More information: http://en.wikipedia.org/wiki/Fixed_gear

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Cadence is the number of revolutions of the crank per minute.

Cyclists typically have a preferred cadence at which they feel most comfortable, and on bicycles with many gears it is possible to stick to a favourite cadence at a wide range of speeds. Recreational and utility cyclists typically cycle around 60–80 rpm; racing cyclists around 80–120 rpm and sprinters up to 170 rpm for short bursts. The professional racing cyclist and Tour de France champion Lance Armstrong is known for his technique of keeping up high cadences of around 110 rpm for hours on end to improve efficiency1

1 http://en.wikipedia.org/wiki/Cadence_(cycling)

If you are getting pain in your knees, it could be that your cadence is too low. A cadence between 80-100 will probably reduce knee pains, as stated in bicycling.com or more detailed at Cycling Performance Tips web site.

EDIT by Ivor

To answer a comment below on beginners and cadence...

Cadence is critical to enjoying your cycling and if you become involved in cycle racing, winning. Cadence is something that is learned and once learned you promptly forget about it and move onto getting other things right :)

For a beginner:

  1. Get to know your gears.
    • Drop it into a high gear (big chainring on the front, small cog on the back)
    • Feel how hard it is to push (Pay attention to where you feel the muscles working)
    • Drop it into a low gear (smallest chainring on the front, largest cog on the back)
    • Feel how free your legs spin (Pay attention to how you bounce in the saddle :) If you are bouncing, then you are spinning too much, i.e. your cadence is too high)
    • Find a combination of gears that allow you to spin your pedals without feeling undue pain in your muscles and doesn't make you feel out of breath. (Ignore the speed for the moment)
    • Get to know this "sweet spot", ride around in this gear for a while and adjust your gears to suit your speed so that you balance not being out of breath and over exertion. (Watch out for the bounce in the saddle :) )
  2. The next thing to take into account is how fast you want to go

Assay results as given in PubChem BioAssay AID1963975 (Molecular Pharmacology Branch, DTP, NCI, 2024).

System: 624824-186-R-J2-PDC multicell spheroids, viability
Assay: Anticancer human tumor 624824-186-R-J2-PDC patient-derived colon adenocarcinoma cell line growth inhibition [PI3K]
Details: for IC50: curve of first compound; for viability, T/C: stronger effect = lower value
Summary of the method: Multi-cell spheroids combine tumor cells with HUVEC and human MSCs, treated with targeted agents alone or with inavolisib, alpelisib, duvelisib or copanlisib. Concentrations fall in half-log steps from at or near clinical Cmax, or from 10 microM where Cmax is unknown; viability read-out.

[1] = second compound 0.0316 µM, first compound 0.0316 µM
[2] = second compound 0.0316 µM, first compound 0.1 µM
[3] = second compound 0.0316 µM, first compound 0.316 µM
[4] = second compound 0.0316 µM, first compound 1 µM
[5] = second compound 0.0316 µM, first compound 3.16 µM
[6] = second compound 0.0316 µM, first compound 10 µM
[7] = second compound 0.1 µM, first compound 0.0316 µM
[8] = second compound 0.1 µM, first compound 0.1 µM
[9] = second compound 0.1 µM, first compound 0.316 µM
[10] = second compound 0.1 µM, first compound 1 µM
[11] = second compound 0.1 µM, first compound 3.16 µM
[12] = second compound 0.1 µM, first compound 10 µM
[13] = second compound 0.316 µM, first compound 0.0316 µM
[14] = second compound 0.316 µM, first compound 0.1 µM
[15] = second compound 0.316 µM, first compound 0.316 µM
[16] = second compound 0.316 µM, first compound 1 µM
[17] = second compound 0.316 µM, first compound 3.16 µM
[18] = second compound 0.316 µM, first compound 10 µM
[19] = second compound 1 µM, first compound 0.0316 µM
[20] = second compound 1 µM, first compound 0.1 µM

• Without a bike computer? - Your feeling of relative speed is good enough
    • With a bike computer? - Set a reasonable target, say 20 km/h
    • Using the gears you have selected for your sweet spot, try to hit your target speed.
    • Once you hit it, can you keep it going? For how long? - Set a reasonable target say 5 mins.
    • When you have finished this, where does it hurt?
    • In your chest? Out of breath big time? - You may have been spinning too much, i.e. your cadence was too high?
    • Muscles in the small of your back, quads, glutes, knees, calves groaning or hurting (not burning, burning isn't as bad as you think) - You may have been spinning too little i.e. your cadence was too low?
  3. There is an ideal cadence proposed by some sports physiologists that is somewhere between 80 to 100 turns of the pedal per minute (rpm)
    • The only way to know your cadence accurately is to have a cadence enabled bike computer and sensor.
    • The other way is to know your gear ratios (Check out BikeCalc.com)
    • For example, You are riding your bike, it has a wheel of size 700c/29 and a tyre that is 23 mm wide, with a front chainring of 34 teeth, a rear cog of 17 and you are pedalling at a speed of 20 km/h. You should then have a cadence of 79 rpm. Simples :) (Get the bike computer ;) )
  4. Get used to spinning your legs in that range of RPM, i.e. 80 to 100 rpm.
    • In all conditions, on any terrain, whatever the occasion.
    • It trains your heart and body to be cardio fit and with a stronger heart comes better stamina and greater strength.
    • Pick up the pace and work to get the legs spinning at the next level of speed.
    • Hard work and worth it.
  5. Go cycling with a group more experienced than you
    • Watch them as they cycle, see all of the different styles and high cadence
    • Listen to the experienced guys as they can advise on many many things.
  6. Enjoy it, you will have earned it :)
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We're really not here to copy and paste from Wikipedia. Are there recommended cadence rates for beginners? What users are generally concerned with cadence? Perhaps you could address concerns like these? –  Neil Fein Sep 2 '10 at 23:11
I'm not sure that citing Lance Armstrong as an example is really useful, given that he achieved his performances through doping... –  mac Apr 26 '14 at 19:53

Derailleur hanger

The part of the bicycle frame that the rear derailleur screws into. It can be formed as part of the right rear dropout or can be a separate piece. Making the hanger a separate piece allows it to be made from a different alloy than the dropout and to be more precisely machined. Especially on inexpensive bikes, the separate hanger allows the same frame to be used in bikes with or without derailleurs.